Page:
5. Literary Excursions in the Southern Highlands: Essays on Natural History

Extending from Roanoke to Mount Oglethorpe and bounded by the Appalachian Mountains, the Southern Highlands is one of the most diverse natural areas in North America. From beautiful flora like the Fraser magnolia to rare ecosystems such as the mountain cedar glades, the area has been an inspiration for writers and naturalists since it was first explored by William Bartram in 1775. Essayist, poet, and naturalist George Ellison explores the abundant wonders of the Southern Highlands in a series of humorous, scientific, and literary essays vividly illustrated by artist Elizabeth Ellison. You can find this book here!

6. Tennessee Literary Luminaries: From Cormac McCarthy to Robert Penn Warren

The Volunteer State has been a pioneer in southern literature for generations, giving us such literary stars as Robert Penn Warren and Cormac McCarthy. But Tennessee’s literary legacy also involves authors such as Peter Matthew Hillsman Taylor, who delayed writing his first novel but won the Pulitzer Prize upon completing it. Join author Sue Freeman Culverhouse as she explores the rich literary heritage of Tennessee through engaging profiles of its most revered citizens of letters. You can find this book here!

7. Michigan Literary Luminaries: From Elmore Leonard To Robert Hayden

From Ernest Hemingway’s rural adventures to the gritty fiction of Joyce Carol Oates, the landscape of the “Third Coast” has inspired generations of the nation’s greatest storytellers. Michigan Literary Luminaries shines a spotlight on this rich heritage of the Great Lakes State. Discover how Saginaw greenhouses shaped the life of Pulitzer Prize–winning writer Theodore Roethke. Compare the common traits of Detroit crime writers like Elmore Leonard and Donald Goines. Learn how Dudley Randall revolutionized American literature by doing for poets what Motown Records did for musicians. Join author Anna Clark as she unveils Michigan’s extraordinary written culture with a mixture of history, literary criticism, and original reporting. You can find this book here!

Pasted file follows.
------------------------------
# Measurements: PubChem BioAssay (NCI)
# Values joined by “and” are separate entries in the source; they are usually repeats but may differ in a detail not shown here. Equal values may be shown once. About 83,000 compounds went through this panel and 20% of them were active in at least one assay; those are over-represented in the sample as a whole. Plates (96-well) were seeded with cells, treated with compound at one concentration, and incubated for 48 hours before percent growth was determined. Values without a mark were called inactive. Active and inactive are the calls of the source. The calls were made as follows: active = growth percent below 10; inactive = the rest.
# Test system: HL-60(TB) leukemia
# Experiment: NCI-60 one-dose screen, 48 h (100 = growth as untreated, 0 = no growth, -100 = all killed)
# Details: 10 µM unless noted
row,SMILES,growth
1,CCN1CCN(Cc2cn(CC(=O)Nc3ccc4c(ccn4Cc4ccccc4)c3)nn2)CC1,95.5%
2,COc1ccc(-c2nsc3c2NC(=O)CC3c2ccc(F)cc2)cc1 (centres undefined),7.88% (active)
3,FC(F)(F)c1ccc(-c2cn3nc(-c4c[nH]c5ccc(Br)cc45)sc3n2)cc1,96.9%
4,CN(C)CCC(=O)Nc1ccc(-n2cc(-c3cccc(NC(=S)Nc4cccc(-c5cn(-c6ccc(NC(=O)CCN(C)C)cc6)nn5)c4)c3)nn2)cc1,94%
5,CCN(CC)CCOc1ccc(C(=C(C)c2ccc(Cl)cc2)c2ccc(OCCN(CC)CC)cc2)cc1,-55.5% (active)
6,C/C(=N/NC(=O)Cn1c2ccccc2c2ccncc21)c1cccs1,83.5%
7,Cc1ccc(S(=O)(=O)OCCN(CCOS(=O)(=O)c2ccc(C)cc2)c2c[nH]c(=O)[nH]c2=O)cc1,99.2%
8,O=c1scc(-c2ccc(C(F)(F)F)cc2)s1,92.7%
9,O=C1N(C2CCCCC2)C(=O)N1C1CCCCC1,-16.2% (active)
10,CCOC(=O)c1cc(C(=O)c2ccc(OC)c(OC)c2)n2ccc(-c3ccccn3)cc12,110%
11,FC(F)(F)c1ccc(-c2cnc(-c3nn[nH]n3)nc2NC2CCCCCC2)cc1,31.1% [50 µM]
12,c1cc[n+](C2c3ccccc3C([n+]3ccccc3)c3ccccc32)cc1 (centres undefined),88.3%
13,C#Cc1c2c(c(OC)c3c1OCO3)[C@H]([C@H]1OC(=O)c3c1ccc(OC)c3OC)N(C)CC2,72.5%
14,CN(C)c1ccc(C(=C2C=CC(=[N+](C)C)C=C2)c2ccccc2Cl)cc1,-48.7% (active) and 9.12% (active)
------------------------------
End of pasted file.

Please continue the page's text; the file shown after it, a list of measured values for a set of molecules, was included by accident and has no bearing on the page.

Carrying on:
8. Literary Philadelphia: A History Of Poetry & Prose In The City Of Brotherly Love

Since Thomas Paine and Benjamin Franklin put type to printing press, Philadelphia has been a haven and an inspiration for writers. Local essayist Agnes Repplier once shared a glass of whiskey with Walt Whitman, who frequently strolled Market Street. Gothic writers like Edgar Allan Poe and George Lippard plumbed the city’s dark streets for material. In the twentieth century, Northern Liberties native John McIntyre found a backdrop for his gritty noir in the working-class neighborhoods, while novelist Pearl S. Buck discovered a creative sanctuary in Center City. From Quaker novelist Charles Brockden Brown to 1973 U.S. poet laureate Daniel Hoffman, author Thom Nickels explores Philadelphia’s literary landscape. You can find this book here!